Plenary speakers

Dr. Robin Broad, Professor of International Development at American University’s School of International Service and a John Simon Guggenheim Fellow. She heads SIS’s International Development Program’s unique curricular offerings on rethinking globalization and development and on environment and development with a focus on social, environmental, and economic accountability. She has a wide range of professional experiences – from international economist in the US Treasury Department and US Congress to work with civil-society organizations in the Philippines and El Salvador. Her most recent work is a book called The Water Defenders: How Ordinary People Saved a Country From Corporate Greed (2021) co-authored with John Cavanagh.

 

As a Canada Research Chair-Indigenous Environmental Justice, cross-appointed with Osgoode Hall Law School and the Faculty of Environmental Studies, York University, Professor McGregor has been at the forefront of Indigenous environmental justice and Indigenous research theory and practice. Over the years, she has achieved international recognition through her creative and innovative approach using digital and social media to reach Indigenous communities and the public. Her work has been shared through the IEJ project website and UKRI International Collaboration on Indigenous research.

Lochner Marais is a Professor of Development Studies at the Centre for Development Support at the University of the Free State (UFS). He is also an honorary professor at the Sustainable Minerals Institute (University of Queensland, Australia). He serves on the editorial board of Habitat International and is also the Speciality Chief Co-editor for the Cities in the Global South section of the journal, Frontiers in Sustainable Cities. His research interests include housing policy, small cities and towns (mining and renewable towns and cities) and public health focusing on children. In addition to concentrating on each of these themes separately, he focuses on integrating them. Marais has authored, co-authored and compiled more than 250 research reports, including 180 refereed articles in peer-reviewed journals or books. These include 127 journal articles and 48 book chapters. He has also co-edited nine books.  He has a specific passion for creating and managing interdisciplinary projects and prefers research focusing on real-world problems in housing policy, mine-community relations and mine closure and urban health.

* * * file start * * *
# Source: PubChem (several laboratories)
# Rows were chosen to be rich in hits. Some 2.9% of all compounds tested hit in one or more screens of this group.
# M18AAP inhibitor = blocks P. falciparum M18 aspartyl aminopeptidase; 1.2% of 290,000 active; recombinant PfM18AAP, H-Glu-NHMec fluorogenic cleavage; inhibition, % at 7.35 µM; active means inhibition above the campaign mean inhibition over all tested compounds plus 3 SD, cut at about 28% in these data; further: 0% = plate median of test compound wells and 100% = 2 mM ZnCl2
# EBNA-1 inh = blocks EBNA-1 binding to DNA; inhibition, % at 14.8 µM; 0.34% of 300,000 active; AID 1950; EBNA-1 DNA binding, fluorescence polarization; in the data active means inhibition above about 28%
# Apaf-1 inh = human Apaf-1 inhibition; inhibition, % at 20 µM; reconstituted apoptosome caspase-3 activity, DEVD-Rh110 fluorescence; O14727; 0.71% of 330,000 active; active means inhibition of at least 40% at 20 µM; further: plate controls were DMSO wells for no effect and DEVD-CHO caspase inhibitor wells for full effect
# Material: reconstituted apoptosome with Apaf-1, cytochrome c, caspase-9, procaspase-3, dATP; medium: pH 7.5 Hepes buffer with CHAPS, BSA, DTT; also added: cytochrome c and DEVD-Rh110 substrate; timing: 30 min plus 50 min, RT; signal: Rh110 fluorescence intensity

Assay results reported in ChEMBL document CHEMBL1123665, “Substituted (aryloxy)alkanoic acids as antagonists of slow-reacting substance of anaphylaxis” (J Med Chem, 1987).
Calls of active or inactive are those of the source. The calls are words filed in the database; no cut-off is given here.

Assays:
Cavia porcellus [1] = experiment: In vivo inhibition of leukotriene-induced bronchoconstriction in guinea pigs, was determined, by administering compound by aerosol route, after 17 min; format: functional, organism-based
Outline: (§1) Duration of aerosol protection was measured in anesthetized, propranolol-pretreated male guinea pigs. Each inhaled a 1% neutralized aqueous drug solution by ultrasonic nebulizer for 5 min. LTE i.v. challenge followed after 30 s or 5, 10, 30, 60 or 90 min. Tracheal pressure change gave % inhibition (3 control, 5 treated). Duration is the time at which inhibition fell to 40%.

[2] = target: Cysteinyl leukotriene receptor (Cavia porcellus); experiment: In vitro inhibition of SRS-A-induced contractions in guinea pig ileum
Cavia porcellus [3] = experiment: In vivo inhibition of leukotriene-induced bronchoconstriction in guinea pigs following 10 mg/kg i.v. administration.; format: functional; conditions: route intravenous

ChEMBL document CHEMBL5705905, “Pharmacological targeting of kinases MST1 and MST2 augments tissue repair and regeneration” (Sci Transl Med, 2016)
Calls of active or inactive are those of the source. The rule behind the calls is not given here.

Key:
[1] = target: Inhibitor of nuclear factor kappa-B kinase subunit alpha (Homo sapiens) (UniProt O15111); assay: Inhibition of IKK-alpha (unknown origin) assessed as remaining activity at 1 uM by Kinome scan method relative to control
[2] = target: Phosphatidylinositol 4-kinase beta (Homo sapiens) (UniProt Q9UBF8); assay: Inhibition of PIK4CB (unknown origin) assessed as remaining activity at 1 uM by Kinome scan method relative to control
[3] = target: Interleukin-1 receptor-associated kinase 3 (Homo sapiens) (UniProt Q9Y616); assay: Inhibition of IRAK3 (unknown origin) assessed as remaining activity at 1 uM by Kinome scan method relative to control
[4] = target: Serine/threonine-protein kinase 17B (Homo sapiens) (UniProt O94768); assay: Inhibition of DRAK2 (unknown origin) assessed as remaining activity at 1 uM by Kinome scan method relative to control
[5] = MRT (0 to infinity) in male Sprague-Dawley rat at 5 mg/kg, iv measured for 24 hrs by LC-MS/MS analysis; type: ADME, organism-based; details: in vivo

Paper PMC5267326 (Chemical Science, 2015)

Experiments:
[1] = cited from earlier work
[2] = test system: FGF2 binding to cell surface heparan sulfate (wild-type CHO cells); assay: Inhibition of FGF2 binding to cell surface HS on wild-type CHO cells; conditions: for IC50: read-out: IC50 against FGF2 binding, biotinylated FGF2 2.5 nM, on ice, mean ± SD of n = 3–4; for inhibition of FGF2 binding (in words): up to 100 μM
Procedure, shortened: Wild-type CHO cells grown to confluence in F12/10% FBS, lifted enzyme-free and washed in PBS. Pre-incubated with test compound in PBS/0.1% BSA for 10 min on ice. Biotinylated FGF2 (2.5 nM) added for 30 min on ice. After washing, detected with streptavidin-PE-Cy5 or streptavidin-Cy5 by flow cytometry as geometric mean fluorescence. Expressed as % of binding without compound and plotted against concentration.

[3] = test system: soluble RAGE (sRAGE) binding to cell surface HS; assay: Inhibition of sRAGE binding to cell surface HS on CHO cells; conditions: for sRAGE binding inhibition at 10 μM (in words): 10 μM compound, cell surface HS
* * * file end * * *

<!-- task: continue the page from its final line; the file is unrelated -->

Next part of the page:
Andréa Zhouri is a Professor of Anthropology at the Federal University of Minas Gerais, Brazil, where she created the Group of Environmental Studies (GESTA) and the undergraduate course in SocioEnvironmental Sciences. Her research interests have been developed under a Political Ecology perspective with themes like Socio-Environmental Conflicts and the effects of Large Projects such as Mining, Hydroelectric Dams as well as Disasters. She has been an active member of several scientific associations, as the National Association for Research and Postgraduate Studies in Social Sciences (ANPOCS) and the Brazilian Association of Anthropology (ABA), where she also coordinates the Committee on Traditional Peoples, Environment and Large Projects. She is a CNPq (National Council of Development and Technology) researcher and advisor to the Brazilian Anthropology Association presidency on environmental issues. Zhouri has published articles and books about mining, large dams, environmental conflicts and deregulation in Brazil. Some of her latest works available in English include: Dossier Mining, Violence and Resistance. Vibrant Issue, V. 14,n. 2, 2017 and Laschefski & Zhouri Indigenous peoples, traditional communities and the environment: the ‘territorial question’ under the new developmentalist agenda in Brazil In: Puzone, V. & Miguel, Luis Felipe (eds). The Brazilian Left in the 21st Century. Palgrave MacMillan, 2019.